As a learning process wherein we ask questions to enhance knowledge, media literacy offers a powerful lens for examining how people practice communication across diverse applied contexts such as professional communicators shaping messages about COVID-19. Borrowing a page from Renee Hobbs’ (1998, 1999, 2010, 2011, 2021) media literacy education research, we sought to compare/contrast media content creators’ (journalism, advertising, public relations, marketing communication) information-seeking behaviors during the 2020-2022 COVID-19 pandemic for both their paid work and unpaid volunteer work, as well as for their own and family edification. Blending the media literacy lens with social construction theory (Berger & Luckmann, 1967), our survey findings collected at the height of the COVID-19 pandemic in 2021 suggest that professional communicators (N=174) relied more frequently on media sources (64.9%) for COVID-19 information for work (paid and unpaid) and on people such as medical professionals (51.5%) as sources for COVID-19 information for their own personal and family use. Other findings detail professional communicators’ use of media literacy learning processes of accessing, analyzing, creating, reflecting, and taking action.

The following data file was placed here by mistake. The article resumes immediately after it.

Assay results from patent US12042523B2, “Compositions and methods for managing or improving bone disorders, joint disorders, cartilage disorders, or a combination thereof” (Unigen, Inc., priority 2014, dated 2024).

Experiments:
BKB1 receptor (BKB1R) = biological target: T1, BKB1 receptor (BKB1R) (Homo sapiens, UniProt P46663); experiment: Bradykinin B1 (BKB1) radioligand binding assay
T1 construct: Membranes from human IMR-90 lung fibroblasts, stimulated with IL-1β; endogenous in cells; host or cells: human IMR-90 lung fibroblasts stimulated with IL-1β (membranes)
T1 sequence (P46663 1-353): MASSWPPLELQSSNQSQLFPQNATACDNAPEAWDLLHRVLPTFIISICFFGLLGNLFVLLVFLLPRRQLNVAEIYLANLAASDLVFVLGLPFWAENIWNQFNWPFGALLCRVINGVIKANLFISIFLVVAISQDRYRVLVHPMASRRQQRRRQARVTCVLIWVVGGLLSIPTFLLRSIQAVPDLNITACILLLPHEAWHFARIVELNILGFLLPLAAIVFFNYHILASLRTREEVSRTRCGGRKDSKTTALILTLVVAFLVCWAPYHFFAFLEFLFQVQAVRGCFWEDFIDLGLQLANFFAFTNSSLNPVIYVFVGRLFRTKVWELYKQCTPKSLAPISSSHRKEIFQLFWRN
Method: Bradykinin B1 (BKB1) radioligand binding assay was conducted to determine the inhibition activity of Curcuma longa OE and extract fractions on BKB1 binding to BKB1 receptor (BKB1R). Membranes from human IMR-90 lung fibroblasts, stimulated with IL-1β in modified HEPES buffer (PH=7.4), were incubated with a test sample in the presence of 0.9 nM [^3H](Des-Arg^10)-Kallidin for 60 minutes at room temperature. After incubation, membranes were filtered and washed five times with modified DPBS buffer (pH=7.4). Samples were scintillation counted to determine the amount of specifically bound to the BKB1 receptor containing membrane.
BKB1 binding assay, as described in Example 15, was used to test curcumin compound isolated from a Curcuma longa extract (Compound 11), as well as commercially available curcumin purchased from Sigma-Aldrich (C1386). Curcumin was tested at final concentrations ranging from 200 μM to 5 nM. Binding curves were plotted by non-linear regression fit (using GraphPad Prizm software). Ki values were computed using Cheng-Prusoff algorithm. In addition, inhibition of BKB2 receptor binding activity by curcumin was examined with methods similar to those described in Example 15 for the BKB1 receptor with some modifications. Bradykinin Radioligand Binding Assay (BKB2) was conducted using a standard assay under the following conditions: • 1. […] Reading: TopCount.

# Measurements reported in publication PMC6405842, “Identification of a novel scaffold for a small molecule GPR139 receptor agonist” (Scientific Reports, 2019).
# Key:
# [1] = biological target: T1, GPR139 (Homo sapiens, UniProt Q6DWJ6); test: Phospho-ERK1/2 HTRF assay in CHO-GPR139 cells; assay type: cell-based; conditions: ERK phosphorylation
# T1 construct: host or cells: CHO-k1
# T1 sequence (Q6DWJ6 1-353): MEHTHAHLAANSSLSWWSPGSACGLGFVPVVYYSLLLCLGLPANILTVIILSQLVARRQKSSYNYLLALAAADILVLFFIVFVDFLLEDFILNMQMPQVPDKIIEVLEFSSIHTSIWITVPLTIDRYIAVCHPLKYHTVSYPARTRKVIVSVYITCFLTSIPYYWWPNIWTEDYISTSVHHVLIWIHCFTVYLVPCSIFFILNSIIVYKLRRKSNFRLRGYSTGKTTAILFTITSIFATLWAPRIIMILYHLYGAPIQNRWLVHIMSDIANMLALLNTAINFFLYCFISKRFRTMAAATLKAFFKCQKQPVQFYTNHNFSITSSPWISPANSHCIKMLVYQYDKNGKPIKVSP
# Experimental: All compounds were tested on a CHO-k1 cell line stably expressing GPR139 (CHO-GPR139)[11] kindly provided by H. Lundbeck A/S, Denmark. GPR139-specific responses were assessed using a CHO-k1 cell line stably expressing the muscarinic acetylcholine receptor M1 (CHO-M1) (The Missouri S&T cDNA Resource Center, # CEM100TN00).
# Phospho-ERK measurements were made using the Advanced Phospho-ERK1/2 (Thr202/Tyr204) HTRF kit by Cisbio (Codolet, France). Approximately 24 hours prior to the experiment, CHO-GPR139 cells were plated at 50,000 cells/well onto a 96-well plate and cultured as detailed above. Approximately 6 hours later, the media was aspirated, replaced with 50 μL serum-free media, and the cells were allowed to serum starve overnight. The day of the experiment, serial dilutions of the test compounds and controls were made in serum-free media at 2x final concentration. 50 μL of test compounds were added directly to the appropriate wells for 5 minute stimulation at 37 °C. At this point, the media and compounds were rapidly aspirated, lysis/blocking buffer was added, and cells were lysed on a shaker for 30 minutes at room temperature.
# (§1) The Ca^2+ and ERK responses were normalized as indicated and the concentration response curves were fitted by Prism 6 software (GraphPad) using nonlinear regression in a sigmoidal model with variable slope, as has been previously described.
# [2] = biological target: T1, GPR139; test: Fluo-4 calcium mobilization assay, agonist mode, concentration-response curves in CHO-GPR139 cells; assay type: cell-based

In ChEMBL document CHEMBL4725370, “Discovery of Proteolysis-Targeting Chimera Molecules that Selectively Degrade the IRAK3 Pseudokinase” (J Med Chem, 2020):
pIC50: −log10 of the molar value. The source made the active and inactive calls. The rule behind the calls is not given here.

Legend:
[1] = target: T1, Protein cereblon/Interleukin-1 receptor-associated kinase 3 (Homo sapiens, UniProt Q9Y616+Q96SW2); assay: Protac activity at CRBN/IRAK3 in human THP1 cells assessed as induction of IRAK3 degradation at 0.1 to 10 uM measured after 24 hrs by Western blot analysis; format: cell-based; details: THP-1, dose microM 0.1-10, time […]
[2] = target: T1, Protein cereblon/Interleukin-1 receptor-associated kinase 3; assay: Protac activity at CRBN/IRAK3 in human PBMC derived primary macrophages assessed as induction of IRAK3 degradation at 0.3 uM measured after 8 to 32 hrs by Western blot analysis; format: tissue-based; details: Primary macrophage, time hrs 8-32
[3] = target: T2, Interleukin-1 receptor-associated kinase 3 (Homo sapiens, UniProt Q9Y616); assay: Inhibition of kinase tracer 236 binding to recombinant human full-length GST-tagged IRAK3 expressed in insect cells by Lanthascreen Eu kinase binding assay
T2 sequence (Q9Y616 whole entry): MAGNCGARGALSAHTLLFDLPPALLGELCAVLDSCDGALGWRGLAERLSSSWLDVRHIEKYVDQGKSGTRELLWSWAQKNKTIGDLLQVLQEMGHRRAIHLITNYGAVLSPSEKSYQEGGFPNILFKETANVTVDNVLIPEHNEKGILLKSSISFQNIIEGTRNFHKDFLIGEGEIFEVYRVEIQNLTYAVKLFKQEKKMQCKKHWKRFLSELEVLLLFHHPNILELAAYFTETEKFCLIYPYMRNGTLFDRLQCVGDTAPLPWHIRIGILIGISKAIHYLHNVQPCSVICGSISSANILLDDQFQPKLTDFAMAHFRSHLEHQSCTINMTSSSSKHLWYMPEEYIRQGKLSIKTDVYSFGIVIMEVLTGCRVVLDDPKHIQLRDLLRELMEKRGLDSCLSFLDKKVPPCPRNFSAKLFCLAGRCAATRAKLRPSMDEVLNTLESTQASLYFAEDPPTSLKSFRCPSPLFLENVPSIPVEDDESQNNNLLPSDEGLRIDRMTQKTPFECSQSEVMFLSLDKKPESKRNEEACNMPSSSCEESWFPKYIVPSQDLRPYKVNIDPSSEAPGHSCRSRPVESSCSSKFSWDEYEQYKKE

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Pompper, D., & Ertem-Eray, T. (2023). Media literacy and COVID-19 communication: Work and home sphere differences. Journal of Media Literacy Education, 15(2), 84-98. https://doi.org/10.23860/JMLE-2023-15-2-7